I have been contact by a number of constituents about the breeding and sale of pets.
Britain is a nation of animal lovers and it is vital that we maintain the highest standards of animal welfare. Some of you may know that I am co-Chair of the All Party Parliamentary Group on Animal Welfare, and speak regularly in debates on animal issues.
Ministers are serious about improving welfare in breeding establishments and at the point of sale, so are reviewing the laws that regulate dog breeding and pet sales. These plans would introduce a single ‘Animal Establishment Licence’ for animal boarding establishments, pet shops, riding establishments and dog breeding. Following a recent public consultation I have been assured that the Government’s final proposals will be outlined shortly.
It is already the case that anyone in the business of breeding dogs or running a pet shop must be licenced by their local council. They must demonstrate that the animals have suitable accommodation, food, water and bedding material; are adequately exercised and visited; and that all reasonable precautions are taken to prevent the spread of infection. Cat breeding does not, however, require the same level of control as dog breeding, which can lead to issues relating to public safety and nuisance; this is generally not the case with cats. There can of course be unscrupulous people who exploit the desire for pets, but all captive animals are protected by the Animal Welfare Act 2006.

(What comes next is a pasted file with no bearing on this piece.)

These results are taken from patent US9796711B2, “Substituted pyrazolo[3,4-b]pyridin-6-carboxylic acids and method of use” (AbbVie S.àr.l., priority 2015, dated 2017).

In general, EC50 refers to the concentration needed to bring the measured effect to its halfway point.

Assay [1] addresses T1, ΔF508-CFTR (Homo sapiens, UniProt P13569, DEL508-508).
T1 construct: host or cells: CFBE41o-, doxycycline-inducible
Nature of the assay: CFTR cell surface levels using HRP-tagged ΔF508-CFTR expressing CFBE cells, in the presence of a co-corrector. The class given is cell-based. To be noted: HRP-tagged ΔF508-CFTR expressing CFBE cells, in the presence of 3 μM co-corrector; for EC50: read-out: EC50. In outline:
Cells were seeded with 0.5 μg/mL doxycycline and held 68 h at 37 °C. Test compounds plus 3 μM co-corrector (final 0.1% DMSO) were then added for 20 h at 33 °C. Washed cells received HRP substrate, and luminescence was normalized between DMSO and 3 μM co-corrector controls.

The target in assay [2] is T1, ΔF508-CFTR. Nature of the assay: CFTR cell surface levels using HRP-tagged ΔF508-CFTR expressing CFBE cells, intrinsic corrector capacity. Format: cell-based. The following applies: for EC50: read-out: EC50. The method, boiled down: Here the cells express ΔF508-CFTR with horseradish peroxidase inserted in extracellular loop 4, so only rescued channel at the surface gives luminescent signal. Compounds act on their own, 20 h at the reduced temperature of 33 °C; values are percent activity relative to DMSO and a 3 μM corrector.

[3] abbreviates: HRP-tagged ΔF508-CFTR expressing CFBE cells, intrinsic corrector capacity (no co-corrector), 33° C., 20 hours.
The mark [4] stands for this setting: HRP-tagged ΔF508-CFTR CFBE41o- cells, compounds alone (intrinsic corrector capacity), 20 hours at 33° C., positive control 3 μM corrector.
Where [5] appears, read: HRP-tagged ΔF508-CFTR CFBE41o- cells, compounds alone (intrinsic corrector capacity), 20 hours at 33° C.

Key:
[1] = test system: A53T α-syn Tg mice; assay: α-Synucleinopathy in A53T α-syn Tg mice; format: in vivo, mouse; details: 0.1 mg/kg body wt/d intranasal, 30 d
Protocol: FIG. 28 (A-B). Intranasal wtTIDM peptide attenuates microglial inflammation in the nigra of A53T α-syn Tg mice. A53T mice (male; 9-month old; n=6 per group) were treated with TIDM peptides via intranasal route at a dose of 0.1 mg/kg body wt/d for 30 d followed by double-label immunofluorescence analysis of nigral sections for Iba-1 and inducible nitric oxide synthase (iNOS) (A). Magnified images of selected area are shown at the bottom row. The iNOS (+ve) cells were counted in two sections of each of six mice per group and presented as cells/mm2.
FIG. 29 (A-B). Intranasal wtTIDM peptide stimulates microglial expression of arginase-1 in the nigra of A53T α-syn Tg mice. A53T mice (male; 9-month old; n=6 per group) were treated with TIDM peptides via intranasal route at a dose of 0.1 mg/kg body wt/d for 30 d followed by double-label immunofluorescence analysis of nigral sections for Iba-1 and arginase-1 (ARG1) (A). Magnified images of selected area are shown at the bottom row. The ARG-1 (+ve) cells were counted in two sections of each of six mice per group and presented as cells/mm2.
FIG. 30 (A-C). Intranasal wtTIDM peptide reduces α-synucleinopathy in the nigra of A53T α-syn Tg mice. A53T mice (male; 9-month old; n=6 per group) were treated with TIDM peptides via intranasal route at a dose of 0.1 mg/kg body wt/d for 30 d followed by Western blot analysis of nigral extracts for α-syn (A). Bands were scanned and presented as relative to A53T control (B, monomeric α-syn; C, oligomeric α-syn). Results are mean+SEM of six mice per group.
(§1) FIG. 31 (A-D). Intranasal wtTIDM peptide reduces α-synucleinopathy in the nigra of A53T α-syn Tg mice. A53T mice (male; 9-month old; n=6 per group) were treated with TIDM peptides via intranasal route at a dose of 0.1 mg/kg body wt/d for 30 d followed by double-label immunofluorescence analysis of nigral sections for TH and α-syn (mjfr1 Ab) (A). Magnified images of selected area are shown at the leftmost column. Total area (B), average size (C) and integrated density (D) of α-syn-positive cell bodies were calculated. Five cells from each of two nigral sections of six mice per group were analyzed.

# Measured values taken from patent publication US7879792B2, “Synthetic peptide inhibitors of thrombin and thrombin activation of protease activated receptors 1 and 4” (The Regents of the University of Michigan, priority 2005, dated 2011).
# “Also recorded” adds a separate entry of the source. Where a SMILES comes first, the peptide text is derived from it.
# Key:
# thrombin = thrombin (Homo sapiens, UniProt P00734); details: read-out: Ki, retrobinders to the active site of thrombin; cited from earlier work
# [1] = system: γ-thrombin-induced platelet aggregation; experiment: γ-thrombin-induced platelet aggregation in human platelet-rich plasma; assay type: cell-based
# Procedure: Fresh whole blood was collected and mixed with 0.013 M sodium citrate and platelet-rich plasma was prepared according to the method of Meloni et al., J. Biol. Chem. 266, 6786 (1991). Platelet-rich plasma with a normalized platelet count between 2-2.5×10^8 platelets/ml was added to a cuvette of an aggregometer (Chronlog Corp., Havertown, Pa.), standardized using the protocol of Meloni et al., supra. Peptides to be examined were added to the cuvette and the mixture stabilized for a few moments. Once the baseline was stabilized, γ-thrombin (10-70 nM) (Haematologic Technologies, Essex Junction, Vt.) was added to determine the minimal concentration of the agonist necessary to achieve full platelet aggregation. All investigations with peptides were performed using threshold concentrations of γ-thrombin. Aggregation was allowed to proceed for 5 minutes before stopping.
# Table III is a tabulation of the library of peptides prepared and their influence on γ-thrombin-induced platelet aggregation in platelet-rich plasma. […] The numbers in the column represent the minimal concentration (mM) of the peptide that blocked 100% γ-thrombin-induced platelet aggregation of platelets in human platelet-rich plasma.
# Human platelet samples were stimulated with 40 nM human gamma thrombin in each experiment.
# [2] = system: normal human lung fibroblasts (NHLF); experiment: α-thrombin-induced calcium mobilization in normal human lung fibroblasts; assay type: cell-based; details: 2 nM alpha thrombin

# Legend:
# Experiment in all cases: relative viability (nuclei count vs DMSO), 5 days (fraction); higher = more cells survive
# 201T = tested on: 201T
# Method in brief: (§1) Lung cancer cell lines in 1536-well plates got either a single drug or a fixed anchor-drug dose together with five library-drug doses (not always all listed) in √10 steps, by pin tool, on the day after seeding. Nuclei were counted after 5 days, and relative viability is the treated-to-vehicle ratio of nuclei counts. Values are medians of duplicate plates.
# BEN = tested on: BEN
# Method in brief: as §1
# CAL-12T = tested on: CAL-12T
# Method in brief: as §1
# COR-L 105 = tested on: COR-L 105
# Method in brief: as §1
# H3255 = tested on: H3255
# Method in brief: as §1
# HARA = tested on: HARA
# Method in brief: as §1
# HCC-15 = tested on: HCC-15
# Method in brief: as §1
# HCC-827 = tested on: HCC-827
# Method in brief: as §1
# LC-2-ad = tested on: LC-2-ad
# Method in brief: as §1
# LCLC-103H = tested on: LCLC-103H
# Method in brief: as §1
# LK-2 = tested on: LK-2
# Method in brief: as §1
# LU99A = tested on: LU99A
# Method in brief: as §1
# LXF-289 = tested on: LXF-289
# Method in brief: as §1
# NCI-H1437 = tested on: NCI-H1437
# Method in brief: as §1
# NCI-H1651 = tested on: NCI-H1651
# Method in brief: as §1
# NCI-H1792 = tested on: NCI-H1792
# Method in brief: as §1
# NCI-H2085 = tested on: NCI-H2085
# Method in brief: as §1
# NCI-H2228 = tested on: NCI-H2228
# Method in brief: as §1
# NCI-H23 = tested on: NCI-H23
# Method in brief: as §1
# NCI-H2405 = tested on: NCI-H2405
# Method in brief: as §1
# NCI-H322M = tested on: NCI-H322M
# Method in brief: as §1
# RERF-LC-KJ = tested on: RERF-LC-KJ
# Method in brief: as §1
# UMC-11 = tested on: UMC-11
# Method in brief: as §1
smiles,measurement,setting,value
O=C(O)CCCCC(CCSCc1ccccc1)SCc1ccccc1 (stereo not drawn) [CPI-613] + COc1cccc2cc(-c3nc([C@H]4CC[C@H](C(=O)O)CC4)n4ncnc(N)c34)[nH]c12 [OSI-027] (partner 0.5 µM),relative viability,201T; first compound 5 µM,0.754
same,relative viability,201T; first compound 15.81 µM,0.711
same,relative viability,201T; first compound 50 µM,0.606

Local authorities can also restrict which animals a pet shop can sell, and new guidance stresses the need for interaction with people. Meanwhile the Government has created a voluntary code regulating advertising on the internet, which has resulted in 130,000 adverts being removed since the start of 2014. While there are no plans to ban the sales of dogs by third parties, there are proposals to tighten welfare standards when this does occur.
For dogs bred by so called “hobby breeders”, who are not in business but do breed occasionally, there is the Animal Welfare Act 2006, which makes it an offence to cause unnecessary suffering to an animal or fail to provide for its welfare. Anyone breaking this law could face an unlimited fine and/or 51 weeks imprisonment.
Thank you to all that took the time to contact me about this issue.